We piled into vehicles, the pick up and the motorcycle/pickup. We drove to where we were before lunch, and when that was exhausted, we piled in to the dump truck with Sharon and Rhonda in the front with the rest in the back. Let me tell you, it's not easy for me, a 53-year-old woman, to climb into the back of a 5 ton dump truck. Nor is it pretty.
The next site, another home demolished by the earthquake, was filled with wasps. I was stung on the left ankle, but had that same anti-itch cream I had a run-in with to put on my sting. Across the street were several huge mango trees. 
It turned out that we wouldn't fill the dump truck again today because the driver was needed elsewhere. We were grateful because we were all sweltering, and it's hard to believe that half a world away, it's still snowing and cold. In fact, were so hot here, that after a shower, it takes a long time to dry because you're still sweating and the air is very humid.
I lay down for a nap until Alex returned and opened the safe so we could get some money. He did not get the supplies we needed. Another day, and we will return to our house. Faucher offered another tour of the kitchen for the ladies, explaining tonight's soup.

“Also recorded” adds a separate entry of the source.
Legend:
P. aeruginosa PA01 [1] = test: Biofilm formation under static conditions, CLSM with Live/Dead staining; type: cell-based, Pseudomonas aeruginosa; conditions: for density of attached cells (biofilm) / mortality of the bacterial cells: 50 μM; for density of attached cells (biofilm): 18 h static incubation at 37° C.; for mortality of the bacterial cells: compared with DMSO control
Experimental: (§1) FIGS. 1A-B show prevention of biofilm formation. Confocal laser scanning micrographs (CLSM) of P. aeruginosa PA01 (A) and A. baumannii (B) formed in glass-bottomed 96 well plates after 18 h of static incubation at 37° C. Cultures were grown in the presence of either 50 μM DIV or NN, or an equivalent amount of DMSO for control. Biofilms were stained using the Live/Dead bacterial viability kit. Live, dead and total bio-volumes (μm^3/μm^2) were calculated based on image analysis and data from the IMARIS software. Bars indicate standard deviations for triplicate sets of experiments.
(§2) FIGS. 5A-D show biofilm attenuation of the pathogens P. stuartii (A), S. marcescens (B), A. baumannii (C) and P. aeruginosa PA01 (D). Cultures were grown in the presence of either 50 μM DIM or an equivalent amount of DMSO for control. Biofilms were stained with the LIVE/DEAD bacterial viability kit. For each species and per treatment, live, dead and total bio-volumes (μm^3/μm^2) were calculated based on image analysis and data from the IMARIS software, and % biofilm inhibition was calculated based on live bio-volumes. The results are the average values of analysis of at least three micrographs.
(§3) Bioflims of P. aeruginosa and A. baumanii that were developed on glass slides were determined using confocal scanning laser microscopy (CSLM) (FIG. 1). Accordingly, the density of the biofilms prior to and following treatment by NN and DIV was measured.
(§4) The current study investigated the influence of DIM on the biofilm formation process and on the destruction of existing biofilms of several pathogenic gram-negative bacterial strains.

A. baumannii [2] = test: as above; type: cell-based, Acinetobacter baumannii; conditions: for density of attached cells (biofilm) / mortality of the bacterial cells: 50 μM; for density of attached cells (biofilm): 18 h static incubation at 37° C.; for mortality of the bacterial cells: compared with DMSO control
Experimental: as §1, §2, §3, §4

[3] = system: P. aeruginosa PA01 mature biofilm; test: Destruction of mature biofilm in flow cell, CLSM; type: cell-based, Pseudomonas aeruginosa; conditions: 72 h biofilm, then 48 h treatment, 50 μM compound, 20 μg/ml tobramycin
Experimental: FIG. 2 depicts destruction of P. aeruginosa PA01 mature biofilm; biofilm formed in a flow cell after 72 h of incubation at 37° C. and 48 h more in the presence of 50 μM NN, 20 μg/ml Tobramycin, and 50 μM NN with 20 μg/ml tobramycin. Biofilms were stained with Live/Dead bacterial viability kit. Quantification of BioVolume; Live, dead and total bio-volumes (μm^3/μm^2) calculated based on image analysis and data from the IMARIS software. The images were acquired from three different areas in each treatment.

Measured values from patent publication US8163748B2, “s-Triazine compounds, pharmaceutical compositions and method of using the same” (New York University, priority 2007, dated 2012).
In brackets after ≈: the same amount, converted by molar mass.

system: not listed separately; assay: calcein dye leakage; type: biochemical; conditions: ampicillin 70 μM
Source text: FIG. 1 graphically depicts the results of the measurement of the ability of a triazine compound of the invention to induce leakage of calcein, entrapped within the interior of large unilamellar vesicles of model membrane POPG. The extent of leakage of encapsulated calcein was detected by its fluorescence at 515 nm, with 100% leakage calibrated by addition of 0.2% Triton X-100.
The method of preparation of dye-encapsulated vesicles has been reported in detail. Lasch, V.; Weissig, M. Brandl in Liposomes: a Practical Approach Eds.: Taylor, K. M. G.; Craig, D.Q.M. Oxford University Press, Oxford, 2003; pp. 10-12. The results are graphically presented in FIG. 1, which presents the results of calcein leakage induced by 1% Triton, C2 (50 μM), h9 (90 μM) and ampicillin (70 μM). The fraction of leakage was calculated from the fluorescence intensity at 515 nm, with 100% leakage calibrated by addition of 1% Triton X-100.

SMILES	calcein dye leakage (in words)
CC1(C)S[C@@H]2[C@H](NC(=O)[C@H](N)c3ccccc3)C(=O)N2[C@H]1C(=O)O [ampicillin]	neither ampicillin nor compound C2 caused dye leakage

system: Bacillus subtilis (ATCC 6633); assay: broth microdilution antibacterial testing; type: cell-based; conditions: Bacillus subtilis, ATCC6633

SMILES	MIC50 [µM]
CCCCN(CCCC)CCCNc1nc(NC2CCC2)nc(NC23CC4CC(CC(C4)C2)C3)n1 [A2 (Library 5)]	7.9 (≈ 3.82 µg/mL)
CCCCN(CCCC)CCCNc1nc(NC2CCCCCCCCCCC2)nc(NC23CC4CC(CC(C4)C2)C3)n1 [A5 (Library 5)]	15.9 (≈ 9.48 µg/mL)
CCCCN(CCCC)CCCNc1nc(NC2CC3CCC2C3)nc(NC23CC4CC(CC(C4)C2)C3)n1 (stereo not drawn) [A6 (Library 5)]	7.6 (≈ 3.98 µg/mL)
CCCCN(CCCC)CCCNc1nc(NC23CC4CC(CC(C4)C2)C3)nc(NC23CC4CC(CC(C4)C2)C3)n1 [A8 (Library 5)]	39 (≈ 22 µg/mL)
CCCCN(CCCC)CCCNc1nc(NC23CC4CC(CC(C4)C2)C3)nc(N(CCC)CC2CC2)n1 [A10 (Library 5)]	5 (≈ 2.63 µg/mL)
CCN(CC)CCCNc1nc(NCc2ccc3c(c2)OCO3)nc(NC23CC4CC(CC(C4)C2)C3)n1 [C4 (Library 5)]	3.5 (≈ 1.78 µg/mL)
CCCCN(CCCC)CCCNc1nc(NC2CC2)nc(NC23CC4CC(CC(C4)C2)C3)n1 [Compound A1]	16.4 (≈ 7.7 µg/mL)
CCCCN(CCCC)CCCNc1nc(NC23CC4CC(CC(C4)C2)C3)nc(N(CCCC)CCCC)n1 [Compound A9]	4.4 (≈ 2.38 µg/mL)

Chocolate soup. Yes, chocolate soup. The cook invented this recipe that blends bananas, evaporated milk, flour, cinnamon, vanilla, and grated chocolate. She adds hot water and then boils it. The chocolate is a big handmade block wrapped in banana leaves, and the vanilla is a large bottle of pure white vanilla with the slightly spicy scent. Faucher says he can get the some of each to take home. The coffee, called Rebo, is arabica coffee and grown here and very strong. Coffee is five dollars, a pack vanilla as four dollars a bottle, and chocolate is four dollars a log. 
It's not that expensive, but it's not cheap either. I'm surprised that things cost as much as they do. I made up a list and gave him numbers for the order from our groups. I asked Jackie to handle the money, because it's laughable to see me trying to count bills.
We went onto the roof for our devotional and discussed why we came and what Bible verses inspire us. There were a lot of different reasons, all fascinating, from doing Jesus' work to enjoying Haitian culture to fulfilling a lifelong dream.
We walked down the street quite a ways to a fried chicken place afterwards.  For five dollars US, we received half of the small chicken picklies, (which is a spicy coleslaw) and some fried plantain. I was full from the chocolate soup, as it was quite rich, but went for the experience, and I ate half of my meal, saving the other half for breakfast. 
The restaurant was really just an unpainted room with a brazier, the counter and several children's chairs. A girl and her mother are cutting and pressing plantain into patties using spices to coat them. Beer was offered in those little brown stubby bottles. We brought back Sharon's meal as she was too tired to walk.
My legs were tired, too. I washed them and put on icy gel. They ached, making it hard for me to sleep. I can see the value of an afternoon nap and very little work in the heat.